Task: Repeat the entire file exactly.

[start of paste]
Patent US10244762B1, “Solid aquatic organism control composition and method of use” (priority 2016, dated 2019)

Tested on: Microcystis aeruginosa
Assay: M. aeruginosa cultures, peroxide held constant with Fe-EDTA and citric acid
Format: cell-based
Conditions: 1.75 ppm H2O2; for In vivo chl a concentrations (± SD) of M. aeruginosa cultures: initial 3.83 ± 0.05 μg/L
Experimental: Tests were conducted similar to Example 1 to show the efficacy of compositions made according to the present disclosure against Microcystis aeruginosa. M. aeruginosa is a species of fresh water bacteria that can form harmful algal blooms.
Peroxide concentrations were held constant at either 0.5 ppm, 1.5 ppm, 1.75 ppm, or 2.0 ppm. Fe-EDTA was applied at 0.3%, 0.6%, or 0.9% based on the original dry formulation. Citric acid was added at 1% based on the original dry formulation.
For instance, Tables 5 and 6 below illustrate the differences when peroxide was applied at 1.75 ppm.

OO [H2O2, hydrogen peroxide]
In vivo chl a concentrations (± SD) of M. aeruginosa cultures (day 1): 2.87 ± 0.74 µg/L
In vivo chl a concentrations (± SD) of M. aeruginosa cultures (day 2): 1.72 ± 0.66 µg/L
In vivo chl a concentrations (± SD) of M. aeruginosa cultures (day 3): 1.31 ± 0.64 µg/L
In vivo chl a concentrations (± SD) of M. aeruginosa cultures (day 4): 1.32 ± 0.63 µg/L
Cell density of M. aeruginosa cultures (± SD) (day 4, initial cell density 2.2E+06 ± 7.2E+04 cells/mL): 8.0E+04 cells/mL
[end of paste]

Patent US10244762B1, “Solid aquatic organism control composition and method of use” (priority 2016, dated 2019)

Tested on: Microcystis aeruginosa
Assay: M. aeruginosa cultures, peroxide held constant with Fe-EDTA and citric acid
Format: cell-based
Conditions: 1.75 ppm H2O2; for In vivo chl a concentrations (± SD) of M. aeruginosa cultures: initial 3.83 ± 0.05 μg/L
Experimental: Tests were conducted similar to Example 1 to show the efficacy of compositions made according to the present disclosure against Microcystis aeruginosa. M. aeruginosa is a species of fresh water bacteria that can form harmful algal blooms.
Peroxide concentrations were held constant at either 0.5 ppm, 1.5 ppm, 1.75 ppm, or 2.0 ppm. Fe-EDTA was applied at 0.3%, 0.6%, or 0.9% based on the original dry formulation. Citric acid was added at 1% based on the original dry formulation.
For instance, Tables 5 and 6 below illustrate the differences when peroxide was applied at 1.75 ppm.

OO [H2O2, hydrogen peroxide]
In vivo chl a concentrations (± SD) of M. aeruginosa cultures (day 1): 2.87 ± 0.74 µg/L
In vivo chl a concentrations (± SD) of M. aeruginosa cultures (day 2): 1.72 ± 0.66 µg/L
In vivo chl a concentrations (± SD) of M. aeruginosa cultures (day 3): 1.31 ± 0.64 µg/L
In vivo chl a concentrations (± SD) of M. aeruginosa cultures (day 4): 1.32 ± 0.63 µg/L
Cell density of M. aeruginosa cultures (± SD) (day 4, initial cell density 2.2E+06 ± 7.2E+04 cells/mL): 8.0E+04 cells/mL